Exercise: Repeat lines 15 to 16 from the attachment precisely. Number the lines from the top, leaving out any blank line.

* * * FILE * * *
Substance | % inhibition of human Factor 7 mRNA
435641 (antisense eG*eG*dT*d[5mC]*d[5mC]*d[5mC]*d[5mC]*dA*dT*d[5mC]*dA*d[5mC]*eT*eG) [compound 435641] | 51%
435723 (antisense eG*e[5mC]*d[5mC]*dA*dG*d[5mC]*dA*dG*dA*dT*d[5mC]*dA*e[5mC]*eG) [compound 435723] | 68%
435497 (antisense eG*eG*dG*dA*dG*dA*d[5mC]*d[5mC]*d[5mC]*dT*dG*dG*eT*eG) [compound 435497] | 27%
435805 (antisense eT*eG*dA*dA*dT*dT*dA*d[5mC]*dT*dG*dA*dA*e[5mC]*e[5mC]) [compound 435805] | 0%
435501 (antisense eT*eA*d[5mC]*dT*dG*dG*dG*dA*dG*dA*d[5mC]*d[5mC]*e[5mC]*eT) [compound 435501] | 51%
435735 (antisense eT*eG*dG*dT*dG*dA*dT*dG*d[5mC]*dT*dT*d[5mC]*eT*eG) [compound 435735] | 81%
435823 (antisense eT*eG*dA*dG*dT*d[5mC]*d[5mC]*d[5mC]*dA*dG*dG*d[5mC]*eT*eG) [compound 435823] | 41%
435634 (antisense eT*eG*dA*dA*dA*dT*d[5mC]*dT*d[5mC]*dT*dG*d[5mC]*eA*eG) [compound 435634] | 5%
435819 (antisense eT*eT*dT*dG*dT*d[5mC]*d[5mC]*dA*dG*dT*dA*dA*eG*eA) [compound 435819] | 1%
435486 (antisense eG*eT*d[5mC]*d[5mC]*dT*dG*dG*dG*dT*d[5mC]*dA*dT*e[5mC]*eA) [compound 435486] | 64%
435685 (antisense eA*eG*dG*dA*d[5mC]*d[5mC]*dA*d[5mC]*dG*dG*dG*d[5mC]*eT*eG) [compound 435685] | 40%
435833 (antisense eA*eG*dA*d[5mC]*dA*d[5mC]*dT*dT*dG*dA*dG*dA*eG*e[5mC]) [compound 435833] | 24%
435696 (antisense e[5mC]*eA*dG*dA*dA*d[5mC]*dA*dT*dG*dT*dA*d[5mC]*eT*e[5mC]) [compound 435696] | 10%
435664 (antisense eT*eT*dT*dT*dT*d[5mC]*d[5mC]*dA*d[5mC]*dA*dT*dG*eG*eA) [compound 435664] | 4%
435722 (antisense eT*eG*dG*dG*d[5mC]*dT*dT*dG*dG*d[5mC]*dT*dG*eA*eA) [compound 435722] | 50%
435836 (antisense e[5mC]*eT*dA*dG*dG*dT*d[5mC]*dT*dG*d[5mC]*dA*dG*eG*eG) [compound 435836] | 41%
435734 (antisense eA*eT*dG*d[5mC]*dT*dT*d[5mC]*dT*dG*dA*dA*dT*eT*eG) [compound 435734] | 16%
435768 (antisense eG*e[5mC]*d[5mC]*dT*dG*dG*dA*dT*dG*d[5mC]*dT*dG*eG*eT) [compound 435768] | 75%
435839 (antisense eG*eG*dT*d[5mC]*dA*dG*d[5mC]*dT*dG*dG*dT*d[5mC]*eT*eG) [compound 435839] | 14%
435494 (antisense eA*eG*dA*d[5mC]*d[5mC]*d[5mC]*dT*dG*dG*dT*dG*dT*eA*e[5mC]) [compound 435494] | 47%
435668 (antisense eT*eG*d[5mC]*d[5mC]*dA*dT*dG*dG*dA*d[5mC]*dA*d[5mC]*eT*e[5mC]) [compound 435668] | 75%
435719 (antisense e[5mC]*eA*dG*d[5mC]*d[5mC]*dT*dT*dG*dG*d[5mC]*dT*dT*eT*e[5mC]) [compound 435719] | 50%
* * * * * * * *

435664 (antisense eT*eT*dT*dT*dT*d[5mC]*d[5mC]*dA*d[5mC]*dA*dT*dG*eG*eA) [compound 435664] | 4%
435722 (antisense eT*eG*dG*dG*d[5mC]*dT*dT*dG*dG*d[5mC]*dT*dG*eA*eA) [compound 435722] | 50%